Stress for Students

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Stress for Students

Piper Walsh, Writer

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There’s a paper due next Monday, the math is complicated, there’s a huge argument, and the cold is going around. Students are under a lot of stress throughout their day to day lives, but many people do not understand how to deal with this or don’t recognize the problem. The pressures of academic achievements that could dictate years to come, the mood swings of teachers, the social pressure of peers everyday and learning self-maintenance and responsibility are just some of the challenges which all students encounter and overcome without taking much note. According to Sam Bisno, a freshman student, “I think that the stress of school is real and lots of kids including myself feel the stress of looming assignments. I think this is a genuine problem that needs to be addressed.” Stress is a serious issue which can actually cause many health issues. It also decreases performance in all areas of life, especially academic, “I deal with my stress by procrastinating. It’s a downward cycle, my procrastination causes stress and I deal with my stress by procrastination.” According to Isaac Degenholtz, “I get my work done and then get the bad grades later.” Many students aren’t aware of how to deal with stress and allow it to negatively affect their life.

Stress causes notable physical symptoms very quickly. These include headaches, fatigue, difficulty sleeping, difficulty concentrating, digestive issues, and irritability. These symptoms are often ignored and assumed normal when these issues are actually the result of the pressure they are putting themselves under to achieve. The problem with not confronting stress issues is that they can escalate into health threats if not treated. Depression, cardiovascular issues, weight loss/gain, and skin issues such as acne are some of the more noticeable changes as a result of too much stress. Luckily, stress can be alleviated in several different ways.

There are two different types of stressors: major stressors and microstressors. Major stressors are things such as the death of a family member, loss of a job, mortgage problems, and other stressful events that can majorly affect your life in a negative way. These issues understandably cause stress, and if the situation starts to worsen and lead to physical and mental health problems, professional help should be sought out according to the situation. Microstressors are small events in daily life which build up to cause stress. Microstressors include things like approach-approach choices between two positive choices, avoidance-avoidance choices between two negative choices, and approach-avoidance choices that involve deciding whether or not to participate in actions that seem to be both positive and negative. In addition events like as losing possessions, encountering traffic, spending long periods of time under fluorescent lights, and poor self-care can add to stress.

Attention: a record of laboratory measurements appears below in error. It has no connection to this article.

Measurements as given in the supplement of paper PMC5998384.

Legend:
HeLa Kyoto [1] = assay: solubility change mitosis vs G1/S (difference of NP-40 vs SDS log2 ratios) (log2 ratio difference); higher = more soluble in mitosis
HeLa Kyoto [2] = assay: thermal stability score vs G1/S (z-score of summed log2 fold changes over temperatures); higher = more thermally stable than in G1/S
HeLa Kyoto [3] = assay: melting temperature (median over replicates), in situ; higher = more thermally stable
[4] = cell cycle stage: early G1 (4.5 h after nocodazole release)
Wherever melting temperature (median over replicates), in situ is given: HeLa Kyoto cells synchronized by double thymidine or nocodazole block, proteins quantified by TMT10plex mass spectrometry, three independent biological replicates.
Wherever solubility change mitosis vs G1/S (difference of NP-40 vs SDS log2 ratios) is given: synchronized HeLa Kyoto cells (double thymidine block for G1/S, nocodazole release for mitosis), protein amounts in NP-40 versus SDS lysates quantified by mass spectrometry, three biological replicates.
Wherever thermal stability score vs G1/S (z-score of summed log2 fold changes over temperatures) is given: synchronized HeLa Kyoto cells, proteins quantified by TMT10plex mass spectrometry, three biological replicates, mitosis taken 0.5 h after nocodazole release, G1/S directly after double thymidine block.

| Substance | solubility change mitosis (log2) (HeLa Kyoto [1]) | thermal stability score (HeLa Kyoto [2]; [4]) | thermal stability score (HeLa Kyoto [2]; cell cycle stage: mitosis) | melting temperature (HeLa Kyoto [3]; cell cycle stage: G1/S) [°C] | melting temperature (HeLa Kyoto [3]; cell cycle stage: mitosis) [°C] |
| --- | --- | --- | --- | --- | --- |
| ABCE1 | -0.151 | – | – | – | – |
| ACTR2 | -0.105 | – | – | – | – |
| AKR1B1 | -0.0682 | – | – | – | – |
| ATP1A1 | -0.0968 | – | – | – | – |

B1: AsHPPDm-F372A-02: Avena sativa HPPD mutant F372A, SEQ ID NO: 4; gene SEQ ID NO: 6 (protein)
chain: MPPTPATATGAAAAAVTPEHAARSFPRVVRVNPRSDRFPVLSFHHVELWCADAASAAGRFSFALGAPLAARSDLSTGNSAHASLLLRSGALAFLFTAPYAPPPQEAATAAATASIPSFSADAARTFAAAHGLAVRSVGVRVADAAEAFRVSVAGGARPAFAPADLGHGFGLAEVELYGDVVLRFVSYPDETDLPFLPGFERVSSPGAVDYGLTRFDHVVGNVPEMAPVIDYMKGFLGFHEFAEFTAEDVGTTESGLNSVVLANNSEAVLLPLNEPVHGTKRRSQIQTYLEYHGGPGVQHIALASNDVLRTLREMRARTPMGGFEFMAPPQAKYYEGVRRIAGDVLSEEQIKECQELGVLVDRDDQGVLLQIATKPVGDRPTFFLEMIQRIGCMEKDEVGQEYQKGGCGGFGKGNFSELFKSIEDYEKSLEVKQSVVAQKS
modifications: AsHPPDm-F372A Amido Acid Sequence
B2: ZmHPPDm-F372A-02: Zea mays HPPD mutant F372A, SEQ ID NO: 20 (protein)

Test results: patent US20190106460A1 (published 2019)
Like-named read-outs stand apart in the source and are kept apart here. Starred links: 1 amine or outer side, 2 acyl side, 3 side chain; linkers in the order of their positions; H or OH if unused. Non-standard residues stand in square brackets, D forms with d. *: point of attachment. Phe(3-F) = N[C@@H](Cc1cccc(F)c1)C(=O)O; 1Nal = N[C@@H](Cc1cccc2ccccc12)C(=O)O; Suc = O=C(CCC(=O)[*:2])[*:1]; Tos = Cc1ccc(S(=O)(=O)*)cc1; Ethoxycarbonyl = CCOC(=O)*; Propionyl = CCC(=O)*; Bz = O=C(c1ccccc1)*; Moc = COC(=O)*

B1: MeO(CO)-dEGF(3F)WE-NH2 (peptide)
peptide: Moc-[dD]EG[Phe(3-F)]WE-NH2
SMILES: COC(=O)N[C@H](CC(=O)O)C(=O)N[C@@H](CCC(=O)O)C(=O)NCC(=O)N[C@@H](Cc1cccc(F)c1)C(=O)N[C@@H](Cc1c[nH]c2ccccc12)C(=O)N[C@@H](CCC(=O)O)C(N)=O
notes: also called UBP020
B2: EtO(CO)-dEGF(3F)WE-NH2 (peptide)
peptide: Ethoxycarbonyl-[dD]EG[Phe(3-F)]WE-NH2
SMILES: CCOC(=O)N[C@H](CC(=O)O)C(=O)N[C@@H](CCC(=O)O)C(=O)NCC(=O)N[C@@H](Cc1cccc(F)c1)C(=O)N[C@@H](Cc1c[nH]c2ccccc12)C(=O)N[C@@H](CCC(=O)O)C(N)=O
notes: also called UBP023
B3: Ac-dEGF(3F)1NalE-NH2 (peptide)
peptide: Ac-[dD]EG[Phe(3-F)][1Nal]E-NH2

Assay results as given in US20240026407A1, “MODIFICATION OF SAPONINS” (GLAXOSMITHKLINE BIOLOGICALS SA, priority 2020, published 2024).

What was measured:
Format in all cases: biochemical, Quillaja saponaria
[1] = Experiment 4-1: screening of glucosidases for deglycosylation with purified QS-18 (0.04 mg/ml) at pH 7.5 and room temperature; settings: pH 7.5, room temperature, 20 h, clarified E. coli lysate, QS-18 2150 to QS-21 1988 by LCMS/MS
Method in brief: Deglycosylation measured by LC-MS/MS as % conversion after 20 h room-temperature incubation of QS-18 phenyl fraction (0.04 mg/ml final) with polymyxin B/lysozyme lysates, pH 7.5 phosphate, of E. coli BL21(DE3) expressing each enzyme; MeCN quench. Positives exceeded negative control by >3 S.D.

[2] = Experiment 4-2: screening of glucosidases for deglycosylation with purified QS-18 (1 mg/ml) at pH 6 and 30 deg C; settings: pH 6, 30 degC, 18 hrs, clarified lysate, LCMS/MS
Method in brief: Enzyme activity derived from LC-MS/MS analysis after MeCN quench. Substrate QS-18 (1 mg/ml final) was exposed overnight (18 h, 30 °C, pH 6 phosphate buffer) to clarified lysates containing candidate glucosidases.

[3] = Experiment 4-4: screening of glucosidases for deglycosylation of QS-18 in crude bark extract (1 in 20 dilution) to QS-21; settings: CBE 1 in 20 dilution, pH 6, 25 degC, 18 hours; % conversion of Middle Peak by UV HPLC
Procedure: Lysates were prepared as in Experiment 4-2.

Some things that can be done to decrease stress are:

 

  • Avoid Caffeine; caffeine is a stimulant which will only serve to increase stress. Some coffee in the morning is okay but better in moderation.
  • Sleep more; sleeping more creates more energy, increasing productivity and decreasing stress.
  • Work out; getting exercise releases hormones that create a positive mood. In addition, becoming fit increases confidence.
  • Talk to people; participating in stress-free social situations can lighten the burden of stress and help in finding coping methods.
  • Write down stresses; keeping a stress journal and recording the pressures of life will add to a sense of control.
  • Plan ahead; even sketching down a list of times to work on assignments will lower the weight the work holds and add to the stress of school.
  • Eliminate distractions; small noises in the background are microstressors and will only serve to increase stress.
  • Take breaks; 5-7 minute breaks during work to rest and do a pleasant activity can cause rejuvenation and increased productivity.
  • Read before bed; participating in a calming activity before going to bed improves sleep and decreases anxiety.
  • Stay organized ; visual distractions can cause stress, and also disorganization can increase the chance of losing something causing more stress.
  • Occupy the weekends; being productive during free times prevents the feeling of being overwhelmed as well as adding to the amount of time spent participating in positive activities.

 

In addition to these simple things that can be done to relieve stress, many schools and other organizations provide opportunities to participate in calming activities. Sports teams are fun and provide a community of friends while at the same time creating goals and improving fitness. There are also classes which can teach time and stress management. Pitt offers an activity that, to quote an anonymous college student, “Is the best thing that ever happened to me.” Though this may be an exaggeration, many students find joy in the Pitt library every Tuesday when around 30 therapy dogs are brought in for them to hang out with, “They’re just so relaxing!” Petting a dog releases hormones causing joy and is a good way to relax. During this time the library is open so anyone can participate. There are many great ways to get rid of stress and everyone can do something about it.

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